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Album Review: Megan Thee Stallion – Megan

3 min read
We check out the brand new 18 track collection from Megan @theestallion ....

Megan thee Stallion’s self-titled album Megan has been one of the most awaited albums of the year. Coming fresh from her break with her record company, the album has been self funded and marks a major change of control in her career. Teasers for the album and the first three singles all feature snake imagery, and Megan described the theme of the album saying “just as a snake sheds its skin so we shed our past over and over again”. Following this the tracks on the album delve into her recent controversies and explores some of her most personal themes yet.

The spoken intro of Hiss makes the purpose of the beginning of the album clear, it is “to set the record straight”. The first three tracks all address her public feud with Nicki Minaj, a line in Figuero “I’m a brat, not a Barbie” referring to Minaj fans who are called “barbs”. Megan utilises her trademark repetitive drum lines and rapid breathless style of rapping to combine jabs at those who criticised her and references to her own success. Where The Girls At pulls the feud to a close, as Megan talks about how getting angry at her just gets her more attention. The repeated “where the girls at”, in the chorus building up others where the previous songs put them down. 

Broke his heart changes the tone, with a more upbeat track. As Megan raps “broke his pockets broke his heart”. Its followed by B.A.S (feat Kyle Richh), is the first of many tracks on the album that have a featured artist. The duo work well, with both singing similar lyrics only changing the pronouns. “He’s lying to me and I’m lying to him” Megan sings as they talk about a mutually destructive relationship, giving the impression of both taking a side.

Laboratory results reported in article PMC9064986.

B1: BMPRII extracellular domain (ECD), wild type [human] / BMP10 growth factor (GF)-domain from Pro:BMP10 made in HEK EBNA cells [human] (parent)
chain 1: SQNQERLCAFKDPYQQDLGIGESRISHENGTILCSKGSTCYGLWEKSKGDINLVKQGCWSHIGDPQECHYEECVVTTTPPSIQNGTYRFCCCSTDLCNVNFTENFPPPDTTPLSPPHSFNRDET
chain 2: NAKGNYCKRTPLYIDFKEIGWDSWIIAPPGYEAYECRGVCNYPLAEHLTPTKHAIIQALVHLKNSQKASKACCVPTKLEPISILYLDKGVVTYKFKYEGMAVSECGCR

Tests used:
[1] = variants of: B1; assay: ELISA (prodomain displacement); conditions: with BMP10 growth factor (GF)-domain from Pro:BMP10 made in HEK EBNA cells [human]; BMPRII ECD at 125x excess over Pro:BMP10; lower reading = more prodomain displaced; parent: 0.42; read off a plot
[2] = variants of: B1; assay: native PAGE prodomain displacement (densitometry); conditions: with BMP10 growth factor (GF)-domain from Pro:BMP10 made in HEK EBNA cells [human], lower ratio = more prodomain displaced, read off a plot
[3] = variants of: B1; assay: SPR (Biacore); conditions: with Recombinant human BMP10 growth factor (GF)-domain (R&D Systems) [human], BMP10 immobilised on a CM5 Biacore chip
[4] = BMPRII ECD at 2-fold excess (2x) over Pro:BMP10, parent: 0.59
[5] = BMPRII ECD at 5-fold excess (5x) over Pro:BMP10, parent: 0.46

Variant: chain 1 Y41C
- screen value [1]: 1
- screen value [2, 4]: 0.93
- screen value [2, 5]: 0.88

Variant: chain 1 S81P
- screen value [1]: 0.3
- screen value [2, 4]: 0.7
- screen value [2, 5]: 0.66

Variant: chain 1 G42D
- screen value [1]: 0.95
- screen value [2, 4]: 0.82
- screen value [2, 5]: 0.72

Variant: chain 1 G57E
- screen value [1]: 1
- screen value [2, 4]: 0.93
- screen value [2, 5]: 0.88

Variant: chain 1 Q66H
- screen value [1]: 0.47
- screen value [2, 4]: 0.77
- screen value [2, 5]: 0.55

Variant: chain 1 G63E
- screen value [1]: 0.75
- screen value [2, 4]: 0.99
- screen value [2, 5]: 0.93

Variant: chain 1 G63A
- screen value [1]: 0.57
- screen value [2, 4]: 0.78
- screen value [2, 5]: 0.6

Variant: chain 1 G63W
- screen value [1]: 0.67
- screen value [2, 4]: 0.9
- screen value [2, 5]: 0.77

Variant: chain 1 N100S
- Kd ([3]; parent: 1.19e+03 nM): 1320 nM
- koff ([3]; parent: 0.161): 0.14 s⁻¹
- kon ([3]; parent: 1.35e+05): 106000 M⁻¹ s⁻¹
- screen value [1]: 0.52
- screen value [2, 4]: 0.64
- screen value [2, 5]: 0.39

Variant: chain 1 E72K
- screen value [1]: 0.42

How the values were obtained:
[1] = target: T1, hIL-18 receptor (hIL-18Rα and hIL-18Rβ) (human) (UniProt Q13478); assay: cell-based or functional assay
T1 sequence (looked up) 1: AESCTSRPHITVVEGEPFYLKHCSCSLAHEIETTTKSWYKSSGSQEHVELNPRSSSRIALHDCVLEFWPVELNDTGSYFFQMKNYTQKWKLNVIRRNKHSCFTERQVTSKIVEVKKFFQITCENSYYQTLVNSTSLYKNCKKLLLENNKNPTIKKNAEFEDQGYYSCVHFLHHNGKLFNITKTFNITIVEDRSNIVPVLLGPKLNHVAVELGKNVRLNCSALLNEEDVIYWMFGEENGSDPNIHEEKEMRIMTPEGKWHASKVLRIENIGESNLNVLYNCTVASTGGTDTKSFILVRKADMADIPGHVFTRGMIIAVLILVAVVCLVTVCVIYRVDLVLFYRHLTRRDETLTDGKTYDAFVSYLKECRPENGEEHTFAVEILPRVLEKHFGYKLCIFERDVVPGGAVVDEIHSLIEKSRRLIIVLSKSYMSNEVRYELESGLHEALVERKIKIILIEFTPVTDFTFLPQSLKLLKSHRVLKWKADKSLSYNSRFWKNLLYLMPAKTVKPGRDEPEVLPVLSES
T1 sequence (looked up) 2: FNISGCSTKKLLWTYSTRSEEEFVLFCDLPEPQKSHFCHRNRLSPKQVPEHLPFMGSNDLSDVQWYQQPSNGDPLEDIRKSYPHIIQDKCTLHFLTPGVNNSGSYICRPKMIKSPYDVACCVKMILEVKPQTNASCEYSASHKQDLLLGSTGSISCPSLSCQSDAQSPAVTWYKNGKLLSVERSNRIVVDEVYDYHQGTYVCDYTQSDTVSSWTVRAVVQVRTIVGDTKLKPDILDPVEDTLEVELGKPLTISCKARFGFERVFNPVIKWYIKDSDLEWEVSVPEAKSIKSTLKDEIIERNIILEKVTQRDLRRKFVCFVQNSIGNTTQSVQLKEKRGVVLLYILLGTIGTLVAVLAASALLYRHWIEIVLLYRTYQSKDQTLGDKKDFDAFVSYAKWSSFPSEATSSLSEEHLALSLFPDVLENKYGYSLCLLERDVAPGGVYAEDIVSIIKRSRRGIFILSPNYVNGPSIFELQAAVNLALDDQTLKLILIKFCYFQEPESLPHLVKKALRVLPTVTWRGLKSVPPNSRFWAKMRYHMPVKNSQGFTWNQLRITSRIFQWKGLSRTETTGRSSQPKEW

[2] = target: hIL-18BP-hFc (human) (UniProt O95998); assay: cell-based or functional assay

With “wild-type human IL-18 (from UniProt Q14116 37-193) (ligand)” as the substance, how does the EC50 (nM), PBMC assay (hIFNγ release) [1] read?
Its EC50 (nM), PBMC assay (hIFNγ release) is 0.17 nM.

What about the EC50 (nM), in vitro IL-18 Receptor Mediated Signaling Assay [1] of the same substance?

Otaku Hot Girl is the first of the two songs on the album with heavy Japanese influence. Throughout it Megan includes references to anime, something she has discussed being a fan of in the pass, and peppers Japanese phrases into her lyrics. Mamsuhi (feat Yuki Chiba) takes it a step further featuring full verses in Japanese, blending American and Japanese Rap and Hip-hop seamlessly.

Accent (feat GloRilla) sees Megan embracing her southern roots, singing about classic southern things like “double denim” and “popeyes” with Megan calling herself a “country bitch”. Spin (feat Victoria Monet) uses an interesting effect to make the backing sound as if its jumping between headphones when listen to that way. The production stands out from the repetitive drum lines and synth effects of many of the previous tracks.

Downstairs DJ and Worthy are both positive songs that bringing a lighter note to the end of the album. After the tumultuous relationships in the previous tracks Megan singing “faithful to myself cos I do myself right” and “worthy not worthless” feels like a break though. A cathartic realisation after hashing out the conflicts and competions.

This gives last two songs room to show perhaps the most vulnerability of any of Megan’s tracks. Moody Girl has a sadder sound and honestly discusses Megans struggle with loneliness, saying “in a room full of people I still feel lonely”. Cobra talks more about the isolating effects of fame and feeling like she’s being used for money, “as long as everyone paid everything ok”. They end the album at strangely low point, seeming to show that despite all the highs and lows she still ends up alone at the top.

The personal notes really make this album stand out from Megan thee Stallions previous catalogue, the shedding of her skin revealing her vulnerabilities and allowing her to show case her abilities as a rapper, song writer and hit-maker. With Hiss already debuting atop the billboard 100, making her the first female rapper to do so, it seems like the new Megan will likely reach new heights with this album. While some tracks certainly stand out more than others, as is inevitable with an 18 track album, the cohesive stylings and infectious lyricism makes it live up to the hype.

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